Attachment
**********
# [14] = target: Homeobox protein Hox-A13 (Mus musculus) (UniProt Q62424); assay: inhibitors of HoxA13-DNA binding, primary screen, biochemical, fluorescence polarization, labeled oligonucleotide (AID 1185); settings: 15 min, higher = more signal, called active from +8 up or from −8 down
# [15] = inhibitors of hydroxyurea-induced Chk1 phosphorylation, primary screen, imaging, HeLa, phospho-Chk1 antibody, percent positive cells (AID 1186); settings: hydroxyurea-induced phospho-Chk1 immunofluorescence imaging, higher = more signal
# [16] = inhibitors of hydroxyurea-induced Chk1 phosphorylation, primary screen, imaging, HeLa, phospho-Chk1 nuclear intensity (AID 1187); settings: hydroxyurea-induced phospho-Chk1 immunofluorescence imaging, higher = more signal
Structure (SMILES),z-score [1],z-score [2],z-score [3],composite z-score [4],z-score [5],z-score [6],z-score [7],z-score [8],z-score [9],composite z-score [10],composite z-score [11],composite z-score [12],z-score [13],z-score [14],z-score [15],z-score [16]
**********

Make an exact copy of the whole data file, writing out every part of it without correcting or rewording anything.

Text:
# [14] = target: Homeobox protein Hox-A13 (Mus musculus) (UniProt Q62424); assay: inhibitors of HoxA13-DNA binding, primary screen, biochemical, fluorescence polarization, labeled oligonucleotide (AID 1185); settings: 15 min, higher = more signal, called active from +8 up or from −8 down
# [15] = inhibitors of hydroxyurea-induced Chk1 phosphorylation, primary screen, imaging, HeLa, phospho-Chk1 antibody, percent positive cells (AID 1186); settings: hydroxyurea-induced phospho-Chk1 immunofluorescence imaging, higher = more signal
# [16] = inhibitors of hydroxyurea-induced Chk1 phosphorylation, primary screen, imaging, HeLa, phospho-Chk1 nuclear intensity (AID 1187); settings: hydroxyurea-induced phospho-Chk1 immunofluorescence imaging, higher = more signal
Structure (SMILES),z-score [1],z-score [2],z-score [3],composite z-score [4],z-score [5],z-score [6],z-score [7],z-score [8],z-score [9],composite z-score [10],composite z-score [11],composite z-score [12],z-score [13],z-score [14],z-score [15],z-score [16]